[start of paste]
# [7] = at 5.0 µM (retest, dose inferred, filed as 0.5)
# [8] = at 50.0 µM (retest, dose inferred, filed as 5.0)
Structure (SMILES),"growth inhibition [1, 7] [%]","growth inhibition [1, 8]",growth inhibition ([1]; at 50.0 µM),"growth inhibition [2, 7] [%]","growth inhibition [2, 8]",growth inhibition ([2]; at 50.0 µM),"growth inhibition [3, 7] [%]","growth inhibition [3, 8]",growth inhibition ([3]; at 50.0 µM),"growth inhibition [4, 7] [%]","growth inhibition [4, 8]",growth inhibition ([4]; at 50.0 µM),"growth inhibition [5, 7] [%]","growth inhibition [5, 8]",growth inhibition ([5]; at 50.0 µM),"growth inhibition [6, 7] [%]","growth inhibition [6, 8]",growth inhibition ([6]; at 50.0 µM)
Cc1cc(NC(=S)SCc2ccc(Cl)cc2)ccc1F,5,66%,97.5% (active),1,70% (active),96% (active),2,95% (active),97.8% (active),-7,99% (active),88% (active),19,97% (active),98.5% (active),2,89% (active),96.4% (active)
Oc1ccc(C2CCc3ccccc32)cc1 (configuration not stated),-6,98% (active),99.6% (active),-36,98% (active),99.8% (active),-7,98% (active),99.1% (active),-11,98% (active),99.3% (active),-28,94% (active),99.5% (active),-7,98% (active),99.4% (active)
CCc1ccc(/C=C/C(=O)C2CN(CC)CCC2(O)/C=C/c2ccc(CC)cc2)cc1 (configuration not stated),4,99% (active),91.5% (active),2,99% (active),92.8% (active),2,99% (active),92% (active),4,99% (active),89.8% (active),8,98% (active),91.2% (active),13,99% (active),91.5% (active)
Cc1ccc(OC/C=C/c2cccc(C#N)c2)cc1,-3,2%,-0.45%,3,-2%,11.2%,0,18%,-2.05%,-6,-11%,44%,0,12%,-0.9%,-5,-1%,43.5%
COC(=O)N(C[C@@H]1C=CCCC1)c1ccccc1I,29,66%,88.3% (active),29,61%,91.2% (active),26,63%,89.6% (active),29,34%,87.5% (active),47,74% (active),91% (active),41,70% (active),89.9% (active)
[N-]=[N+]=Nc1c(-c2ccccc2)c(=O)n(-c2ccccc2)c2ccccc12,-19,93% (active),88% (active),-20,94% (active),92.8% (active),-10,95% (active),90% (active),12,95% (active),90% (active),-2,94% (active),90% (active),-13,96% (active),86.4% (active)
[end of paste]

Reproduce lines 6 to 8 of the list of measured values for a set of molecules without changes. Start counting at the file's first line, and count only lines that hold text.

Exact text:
CCc1ccc(/C=C/C(=O)C2CN(CC)CCC2(O)/C=C/c2ccc(CC)cc2)cc1 (configuration not stated),4,99% (active),91.5% (active),2,99% (active),92.8% (active),2,99% (active),92% (active),4,99% (active),89.8% (active),8,98% (active),91.2% (active),13,99% (active),91.5% (active)
Cc1ccc(OC/C=C/c2cccc(C#N)c2)cc1,-3,2%,-0.45%,3,-2%,11.2%,0,18%,-2.05%,-6,-11%,44%,0,12%,-0.9%,-5,-1%,43.5%
COC(=O)N(C[C@@H]1C=CCCC1)c1ccccc1I,29,66%,88.3% (active),29,61%,91.2% (active),26,63%,89.6% (active),29,34%,87.5% (active),47,74% (active),91% (active),41,70% (active),89.9% (active)